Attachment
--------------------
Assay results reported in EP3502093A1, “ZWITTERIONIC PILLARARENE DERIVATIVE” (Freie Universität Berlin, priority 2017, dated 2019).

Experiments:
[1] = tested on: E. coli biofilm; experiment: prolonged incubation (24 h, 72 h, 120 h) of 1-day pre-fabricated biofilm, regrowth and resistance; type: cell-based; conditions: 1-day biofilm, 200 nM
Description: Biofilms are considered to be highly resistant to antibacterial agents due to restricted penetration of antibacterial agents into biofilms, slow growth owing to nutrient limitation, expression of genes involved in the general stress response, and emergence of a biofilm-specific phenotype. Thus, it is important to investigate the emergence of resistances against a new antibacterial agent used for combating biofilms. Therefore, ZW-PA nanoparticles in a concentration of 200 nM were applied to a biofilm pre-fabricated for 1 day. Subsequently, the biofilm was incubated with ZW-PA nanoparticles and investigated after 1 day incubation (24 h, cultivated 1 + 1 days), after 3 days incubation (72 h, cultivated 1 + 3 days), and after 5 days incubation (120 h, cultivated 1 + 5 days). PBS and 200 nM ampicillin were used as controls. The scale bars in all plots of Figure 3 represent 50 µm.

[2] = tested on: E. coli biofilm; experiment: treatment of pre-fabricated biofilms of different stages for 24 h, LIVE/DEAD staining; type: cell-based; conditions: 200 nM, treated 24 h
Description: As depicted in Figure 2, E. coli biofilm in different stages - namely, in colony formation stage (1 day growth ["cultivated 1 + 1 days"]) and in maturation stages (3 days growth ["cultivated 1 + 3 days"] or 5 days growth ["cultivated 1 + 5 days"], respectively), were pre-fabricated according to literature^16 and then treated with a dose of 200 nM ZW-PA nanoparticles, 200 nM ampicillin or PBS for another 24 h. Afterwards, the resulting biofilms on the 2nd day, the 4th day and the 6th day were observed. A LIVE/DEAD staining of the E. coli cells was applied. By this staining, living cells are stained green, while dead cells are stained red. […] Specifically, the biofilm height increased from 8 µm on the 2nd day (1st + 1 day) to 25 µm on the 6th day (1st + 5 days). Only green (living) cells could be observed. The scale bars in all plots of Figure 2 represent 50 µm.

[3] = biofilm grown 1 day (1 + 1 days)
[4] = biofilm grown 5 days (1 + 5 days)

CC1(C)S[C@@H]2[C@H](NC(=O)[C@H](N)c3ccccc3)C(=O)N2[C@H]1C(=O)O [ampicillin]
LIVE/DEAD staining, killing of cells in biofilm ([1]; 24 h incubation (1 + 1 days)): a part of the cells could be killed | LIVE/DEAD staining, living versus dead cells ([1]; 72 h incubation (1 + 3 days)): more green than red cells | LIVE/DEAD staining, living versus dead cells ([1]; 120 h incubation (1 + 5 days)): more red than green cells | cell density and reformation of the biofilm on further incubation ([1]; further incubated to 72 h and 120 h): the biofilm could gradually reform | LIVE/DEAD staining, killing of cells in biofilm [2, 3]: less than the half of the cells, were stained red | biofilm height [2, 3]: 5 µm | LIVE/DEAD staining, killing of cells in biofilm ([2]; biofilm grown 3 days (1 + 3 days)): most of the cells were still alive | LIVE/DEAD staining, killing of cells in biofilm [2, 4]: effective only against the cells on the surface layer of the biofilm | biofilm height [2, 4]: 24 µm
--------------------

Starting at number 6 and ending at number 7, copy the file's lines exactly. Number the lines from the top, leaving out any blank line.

Description: As depicted in Figure 2, E. coli biofilm in different stages - namely, in colony formation stage (1 day growth ["cultivated 1 + 1 days"]) and in maturation stages (3 days growth ["cultivated 1 + 3 days"] or 5 days growth ["cultivated 1 + 5 days"], respectively), were pre-fabricated according to literature^16 and then treated with a dose of 200 nM ZW-PA nanoparticles, 200 nM ampicillin or PBS for another 24 h. Afterwards, the resulting biofilms on the 2nd day, the 4th day and the 6th day were observed. A LIVE/DEAD staining of the E. coli cells was applied. By this staining, living cells are stained green, while dead cells are stained red. […] Specifically, the biofilm height increased from 8 µm on the 2nd day (1st + 1 day) to 25 µm on the 6th day (1st + 5 days). Only green (living) cells could be observed. The scale bars in all plots of Figure 2 represent 50 µm.

[3] = biofilm grown 1 day (1 + 1 days)